SCENE fades slowly in on the backseat interior of a moving car – we see scenery fly past through the backseat window, half-obstructed by an 18-year old girl with her forehead wistfully pressed against the glass. She stares blankly out into the distance. For several seconds, we hear nothing but silence. Then slowly the sound fades in, muffled and bass-heavy at first, as the girl’s parents are having a conversation in the front we can’t hear or understand. After several seconds, the mother calls out what must be the girl’s name, though it’s too muffled for us to hear – but it causes the girl to snap out of her daze and perk her head up. The mother repeats herself, this time we can hear her clearly. ‘Rebecca, for God’s sakes can you try for just a couple of hours to listen when other people are talking?’ The teen girl, Rebecca, rubs her eyes with her sleeve, still looking a little out of it. ‘Sorry, mom, what were you saying?’ The mother shakes her head and makes an aside comment to the father driving the car before repeating herself to her daughter – she was saying that it will be nice to see the mother’s cousins Harold and Diane again, Rebecca hasn’t seen them since her high school graduation two years ago. Rebecca shrugs – yes, she supposes it will be nice, she says half-heartedly. ‘Todd too,’ the mother says off-hand, and she doesn’t notice that this causes Rebecca to make a pained face, ‘you know I don’t know why you two stopped getting along after high school, you used to be so close. Do you remember the time…?’ The mother continues her anecdote, oblivious, but Rebecca has stopped paying attention. She lies back in her seat, pushes her head back and covers her face with her arms. She lets out a controlled sigh, long but quiet, and her mother’s voice start to distort again.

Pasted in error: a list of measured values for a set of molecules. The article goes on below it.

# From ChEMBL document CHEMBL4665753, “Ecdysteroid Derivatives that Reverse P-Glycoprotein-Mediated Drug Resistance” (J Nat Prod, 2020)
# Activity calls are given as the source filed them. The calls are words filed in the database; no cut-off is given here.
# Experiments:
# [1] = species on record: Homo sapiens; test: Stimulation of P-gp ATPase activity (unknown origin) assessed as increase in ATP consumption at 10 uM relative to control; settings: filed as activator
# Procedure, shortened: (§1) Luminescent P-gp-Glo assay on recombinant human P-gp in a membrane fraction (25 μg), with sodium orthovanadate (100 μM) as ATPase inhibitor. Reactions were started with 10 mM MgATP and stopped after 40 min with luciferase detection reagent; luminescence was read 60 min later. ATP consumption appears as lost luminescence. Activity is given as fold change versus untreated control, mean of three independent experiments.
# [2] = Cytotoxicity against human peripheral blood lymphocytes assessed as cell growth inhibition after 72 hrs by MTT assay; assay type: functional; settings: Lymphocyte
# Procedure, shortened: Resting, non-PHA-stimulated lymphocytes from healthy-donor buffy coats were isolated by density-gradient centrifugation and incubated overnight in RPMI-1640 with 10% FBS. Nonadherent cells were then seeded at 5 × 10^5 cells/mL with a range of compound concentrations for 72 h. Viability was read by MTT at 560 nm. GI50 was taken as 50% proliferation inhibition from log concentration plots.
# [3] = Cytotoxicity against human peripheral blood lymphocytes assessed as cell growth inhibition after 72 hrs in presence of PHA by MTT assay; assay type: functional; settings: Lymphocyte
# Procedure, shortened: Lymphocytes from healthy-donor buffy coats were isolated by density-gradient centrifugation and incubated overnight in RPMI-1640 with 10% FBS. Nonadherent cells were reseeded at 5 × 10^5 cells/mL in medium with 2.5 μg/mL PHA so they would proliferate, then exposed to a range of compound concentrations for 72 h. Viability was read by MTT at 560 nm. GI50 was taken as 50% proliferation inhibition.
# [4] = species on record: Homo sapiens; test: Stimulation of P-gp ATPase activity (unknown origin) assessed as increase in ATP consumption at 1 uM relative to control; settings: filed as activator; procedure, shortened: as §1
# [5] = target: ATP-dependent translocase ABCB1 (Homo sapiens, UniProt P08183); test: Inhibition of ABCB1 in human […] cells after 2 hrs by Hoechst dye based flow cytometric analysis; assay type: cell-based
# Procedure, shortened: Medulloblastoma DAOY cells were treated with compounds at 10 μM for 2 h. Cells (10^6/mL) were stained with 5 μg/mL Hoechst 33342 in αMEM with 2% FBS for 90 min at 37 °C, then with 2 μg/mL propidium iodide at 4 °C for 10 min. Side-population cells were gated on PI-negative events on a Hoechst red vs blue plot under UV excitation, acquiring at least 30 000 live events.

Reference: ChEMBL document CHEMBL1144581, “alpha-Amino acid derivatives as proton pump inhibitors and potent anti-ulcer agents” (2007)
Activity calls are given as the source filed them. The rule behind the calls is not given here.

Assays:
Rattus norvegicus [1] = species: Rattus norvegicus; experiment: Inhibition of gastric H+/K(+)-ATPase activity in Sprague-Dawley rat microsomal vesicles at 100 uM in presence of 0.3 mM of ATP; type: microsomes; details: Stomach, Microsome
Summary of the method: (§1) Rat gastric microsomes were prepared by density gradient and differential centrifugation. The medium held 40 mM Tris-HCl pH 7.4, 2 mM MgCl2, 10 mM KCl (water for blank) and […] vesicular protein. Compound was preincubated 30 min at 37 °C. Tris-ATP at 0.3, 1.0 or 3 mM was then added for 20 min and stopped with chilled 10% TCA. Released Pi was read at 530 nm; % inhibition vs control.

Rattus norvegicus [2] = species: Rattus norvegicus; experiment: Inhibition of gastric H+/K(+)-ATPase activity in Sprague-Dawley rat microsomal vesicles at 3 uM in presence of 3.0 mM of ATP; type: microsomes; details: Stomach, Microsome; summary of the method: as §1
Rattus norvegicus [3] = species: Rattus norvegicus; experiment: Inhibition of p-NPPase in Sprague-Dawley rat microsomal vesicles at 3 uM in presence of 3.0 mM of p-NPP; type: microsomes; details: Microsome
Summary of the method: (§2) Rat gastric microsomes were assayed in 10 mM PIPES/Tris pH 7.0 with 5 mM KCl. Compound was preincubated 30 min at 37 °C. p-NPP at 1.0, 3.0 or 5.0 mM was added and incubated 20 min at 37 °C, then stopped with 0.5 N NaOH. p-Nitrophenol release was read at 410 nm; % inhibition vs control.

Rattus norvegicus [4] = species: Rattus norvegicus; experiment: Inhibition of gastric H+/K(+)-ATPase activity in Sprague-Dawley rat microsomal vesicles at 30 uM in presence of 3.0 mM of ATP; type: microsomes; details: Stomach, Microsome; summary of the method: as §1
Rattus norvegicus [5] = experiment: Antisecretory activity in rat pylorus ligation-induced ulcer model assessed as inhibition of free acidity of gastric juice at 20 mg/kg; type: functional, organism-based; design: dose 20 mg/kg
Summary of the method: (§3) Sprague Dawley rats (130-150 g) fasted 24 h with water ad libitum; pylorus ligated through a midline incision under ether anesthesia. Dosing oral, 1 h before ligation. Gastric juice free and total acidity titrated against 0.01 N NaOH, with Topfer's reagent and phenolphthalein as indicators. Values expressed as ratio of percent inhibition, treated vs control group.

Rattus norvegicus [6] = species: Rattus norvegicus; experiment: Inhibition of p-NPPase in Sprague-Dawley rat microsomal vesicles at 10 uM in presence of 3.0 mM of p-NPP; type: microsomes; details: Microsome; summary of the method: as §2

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Coming up the walkway to a large house, Rebecca’s parents (Karen and Bill) are greeted at the top by Harold and Diane, a married couple of roughly the same age as them. Loudly, they greet each other and chatter warmly as they move a bit closer towards the house. They talk about the state of the house, the weather, the wine Karen and Bill brought, and so on. Over the shoulders of the foursome, we see Rebecca emerging into view more slowly, and she stands a short distance away from the group at the top of the steps, head bowed and shyly gripping her upper arm with her other hand. It takes the group several seconds to notice her standing there, but when they do, her parents scoff at her for being so reclusive, while Harold and Diane greet her warmly and urge her forward to give her a hug. Rebecca seems shy but appreciative of the affection. Harold and Diane gush over her with the usual family small -talk – how old must she be now? (‘Just turned 18 two months ago’ her mother boasts, ‘they grow up so fast!’), how is college, needling her about whether she has a boyfriend yet, and so on. They mention their own son, Todd, is also single but they feel he just hasn’t met the right girl yet because he’s an old soul for just being 19, very sensitive, etc. The mention of Todd causes Rebecca’s mood, which was gradually improving, to slip… though she tries not to show it. Eventually, the conversation takes its toll and Rebecca wants to get away, so she excuses herself to use the bathroom, saying she’s not feeling well. Harold and Diane express some concern, but she says she should be fine in a bit, so they tell her to join them all on the patio when she’s feeling better, Todd’s already there waiting for everyone. Rebecca ducks out and after she’s out of frame, Harold and Diane express some concern to Karen and Bill, but in hushed voices they reply that Rebecca gets like that a lot and they’ve learned to just put up with it.